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ABC - Uses
Work in progress, as of Sept 15, 2010

The Atanasoff-Berry-Computer (ABC) was a machine tailored to solving linear simultaneous equations with up to 29 unknowns and 50 bits of accuracy. It does this by forming one equation from two equations, with one variable of the two imput equations reduced to zero. Each of the input equations may have up to 29 variables.

In practice, there is a great deal of informed operator manipulation required:

a) read keypunched decimal numbers into machine for conversion to equations in binary numbers
b) machine punches out binary equations, one equation per intermediate card
with this conversion process complete
c) select and read two intermediate cards into the machine
d) select which coefficient to reduce to zero
e) start and monitor the machine (up to about 3 minutes)
f) unload and label/store-in-bin the resulting punched intermediate card
g) go back to c) above (about (unknowns-1)^2 times)
and when done processing the above,
h) convert the intermediate binary results to decimal results for human use.

The construction and maintenance of the ABC machine and above operations seems impractical for the usual problems of 3 and 4 unknowns, common in many fields of activity.

What "interesting" problems can be formulated in the required number of linear equations in say 8 to 29 unknowns?

Or phrasing the question another way,

Why 29 unknowns?

Atanasoff in his oral history mentions "complex spectra work".
Dr. George W. Snedecor may have been an actual user of the ABC machine results.

Friends say "circuit analysis"

Ronald Marks writes Sept 15, 2010
" This is a simple example of circuit analysis and its relationship to matrices.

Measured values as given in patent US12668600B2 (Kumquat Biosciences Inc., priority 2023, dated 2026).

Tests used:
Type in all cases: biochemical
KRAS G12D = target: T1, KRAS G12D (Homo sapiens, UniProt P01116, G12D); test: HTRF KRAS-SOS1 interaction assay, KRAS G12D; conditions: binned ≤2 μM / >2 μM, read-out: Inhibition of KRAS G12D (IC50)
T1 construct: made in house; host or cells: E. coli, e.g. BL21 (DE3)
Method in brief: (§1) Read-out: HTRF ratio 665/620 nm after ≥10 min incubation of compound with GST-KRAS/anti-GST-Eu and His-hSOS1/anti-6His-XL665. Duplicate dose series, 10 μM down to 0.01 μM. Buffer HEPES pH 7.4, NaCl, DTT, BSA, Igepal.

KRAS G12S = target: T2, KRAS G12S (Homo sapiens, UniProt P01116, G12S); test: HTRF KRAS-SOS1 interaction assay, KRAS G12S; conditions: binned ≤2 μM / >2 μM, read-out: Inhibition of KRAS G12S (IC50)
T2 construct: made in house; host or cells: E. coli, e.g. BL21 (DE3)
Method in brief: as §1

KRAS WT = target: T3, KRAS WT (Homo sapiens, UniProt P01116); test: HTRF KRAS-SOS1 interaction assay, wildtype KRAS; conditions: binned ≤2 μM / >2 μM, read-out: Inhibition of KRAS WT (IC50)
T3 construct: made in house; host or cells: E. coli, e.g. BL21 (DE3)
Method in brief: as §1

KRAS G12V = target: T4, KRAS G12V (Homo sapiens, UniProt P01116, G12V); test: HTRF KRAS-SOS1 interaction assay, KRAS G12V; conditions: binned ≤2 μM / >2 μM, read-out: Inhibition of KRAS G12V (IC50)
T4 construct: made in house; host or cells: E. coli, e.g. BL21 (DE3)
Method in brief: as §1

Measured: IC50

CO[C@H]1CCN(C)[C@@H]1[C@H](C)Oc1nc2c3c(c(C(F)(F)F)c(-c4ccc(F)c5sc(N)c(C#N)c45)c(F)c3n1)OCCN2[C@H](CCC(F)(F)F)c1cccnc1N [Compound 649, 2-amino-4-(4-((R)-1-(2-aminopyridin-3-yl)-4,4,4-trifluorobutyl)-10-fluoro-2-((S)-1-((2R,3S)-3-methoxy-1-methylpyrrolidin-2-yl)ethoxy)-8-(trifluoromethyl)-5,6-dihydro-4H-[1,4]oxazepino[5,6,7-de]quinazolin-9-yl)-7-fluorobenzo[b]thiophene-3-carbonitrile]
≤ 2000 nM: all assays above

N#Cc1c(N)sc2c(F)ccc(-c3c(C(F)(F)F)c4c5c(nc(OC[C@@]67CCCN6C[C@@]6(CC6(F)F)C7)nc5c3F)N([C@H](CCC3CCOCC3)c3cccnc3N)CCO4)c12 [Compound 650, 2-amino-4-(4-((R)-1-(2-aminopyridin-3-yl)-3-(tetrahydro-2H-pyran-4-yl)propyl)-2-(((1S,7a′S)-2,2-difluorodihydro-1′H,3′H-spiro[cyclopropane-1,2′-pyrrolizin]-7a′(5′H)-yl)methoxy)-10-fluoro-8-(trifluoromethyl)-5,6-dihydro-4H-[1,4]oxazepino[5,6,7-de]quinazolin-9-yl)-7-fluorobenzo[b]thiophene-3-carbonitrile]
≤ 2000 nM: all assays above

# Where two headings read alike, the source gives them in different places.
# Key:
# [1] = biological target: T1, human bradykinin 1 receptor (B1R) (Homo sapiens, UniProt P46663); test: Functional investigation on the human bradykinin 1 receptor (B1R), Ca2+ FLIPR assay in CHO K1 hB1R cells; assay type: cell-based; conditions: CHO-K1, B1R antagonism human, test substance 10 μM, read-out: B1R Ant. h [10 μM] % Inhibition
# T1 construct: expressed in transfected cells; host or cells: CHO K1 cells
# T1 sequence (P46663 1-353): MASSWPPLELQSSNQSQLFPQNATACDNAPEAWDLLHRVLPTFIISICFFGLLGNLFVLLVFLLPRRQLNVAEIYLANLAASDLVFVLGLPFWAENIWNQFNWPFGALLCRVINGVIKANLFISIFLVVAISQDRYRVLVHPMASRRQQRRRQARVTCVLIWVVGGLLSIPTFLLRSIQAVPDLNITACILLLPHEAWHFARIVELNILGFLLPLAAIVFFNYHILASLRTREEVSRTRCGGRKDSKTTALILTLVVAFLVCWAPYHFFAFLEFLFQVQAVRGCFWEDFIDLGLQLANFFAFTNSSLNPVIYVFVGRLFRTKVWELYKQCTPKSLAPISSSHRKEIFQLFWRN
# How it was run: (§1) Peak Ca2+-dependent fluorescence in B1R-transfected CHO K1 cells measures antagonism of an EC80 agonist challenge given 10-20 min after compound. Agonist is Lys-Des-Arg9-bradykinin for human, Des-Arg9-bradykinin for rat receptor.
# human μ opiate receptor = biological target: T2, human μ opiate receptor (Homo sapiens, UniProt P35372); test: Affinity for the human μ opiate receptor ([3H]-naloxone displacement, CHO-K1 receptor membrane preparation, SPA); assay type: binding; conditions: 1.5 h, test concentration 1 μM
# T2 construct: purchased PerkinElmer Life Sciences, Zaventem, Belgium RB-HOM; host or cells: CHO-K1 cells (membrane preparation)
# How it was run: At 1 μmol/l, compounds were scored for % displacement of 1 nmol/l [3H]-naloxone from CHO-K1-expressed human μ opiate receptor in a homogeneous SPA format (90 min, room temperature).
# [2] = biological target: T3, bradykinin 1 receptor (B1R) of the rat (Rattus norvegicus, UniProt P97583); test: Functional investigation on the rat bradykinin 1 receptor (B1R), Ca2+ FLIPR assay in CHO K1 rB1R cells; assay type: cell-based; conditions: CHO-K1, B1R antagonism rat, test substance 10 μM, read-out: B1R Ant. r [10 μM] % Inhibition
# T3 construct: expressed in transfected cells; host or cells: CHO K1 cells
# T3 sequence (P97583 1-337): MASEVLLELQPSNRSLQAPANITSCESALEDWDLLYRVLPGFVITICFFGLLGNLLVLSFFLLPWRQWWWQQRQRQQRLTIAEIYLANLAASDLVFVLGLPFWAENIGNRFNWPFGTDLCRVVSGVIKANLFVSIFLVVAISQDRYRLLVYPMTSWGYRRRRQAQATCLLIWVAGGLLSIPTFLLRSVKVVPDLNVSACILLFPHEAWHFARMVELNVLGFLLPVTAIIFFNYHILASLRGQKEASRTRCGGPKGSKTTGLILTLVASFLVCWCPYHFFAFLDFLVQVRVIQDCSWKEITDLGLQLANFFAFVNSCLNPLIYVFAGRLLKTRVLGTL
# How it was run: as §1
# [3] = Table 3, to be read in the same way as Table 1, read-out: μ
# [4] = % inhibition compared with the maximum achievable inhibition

The attachment is an expanded version of the first example.

Lastly, is a 20 session Stanford video course - I will continue to look for more applicable stuff. Ron Marks"

Steven Winegarden notes that SPICE, a widely used electronics simulation program uses large simultaneous equations extensively to do its modeling. contains the following: ABC-SPICE-Matrix.pdf.

The following URLs (links) were found searching for "simultaneous" and "equations" that seemed to promise more than 6? unknowns.

Federal Reserve Bank of Atlanta
"A Simultaneous Equations Analysis of Analysts' Forecast Bias and Institutional Ownership"

Bayesian Simultaneous Equations Analysis using Reduced Structures (1997)

Simultaneous equations for circuit analysis : Worksheet

Simultaneous Equations for Chemical Analysis

Analysis of Soft Drinks" UV Spectrophotometry, Liquid Chromatography, and Capillary Electrophoresis

Simultaneous-Equations Bias and Agricultural Production Function Estimation

Frankly, I don't understand enough of the above to guess that these or other problems are sufficient to justify making the ABC machine in 1939 as a practical or commercial success - assuming the problem of creating and reading the intermediate equation storage cards had been made sufficiently reliable.

With great hind sight, one could suggest that a parity scheme of data validity checking would have been a good idea ;-)) Possibly 30 flip-flops with appropriate control circuitry could have validated the 30 data fields on each intermediate card - in forming the operator that there is likely a data error in this card.

This would immediately trigger "what to do now?" - but at least the operator knows there is a serious problem.
This hind sight parity scheme could have been another invention for Atanasoff (or Berry) - this form of data validity checking was probably not invented/used until a few years later in magnetic tape technology - including IBM 7 track tapes.

If you have comments or suggestions, Send e-mail to Ed Thelen

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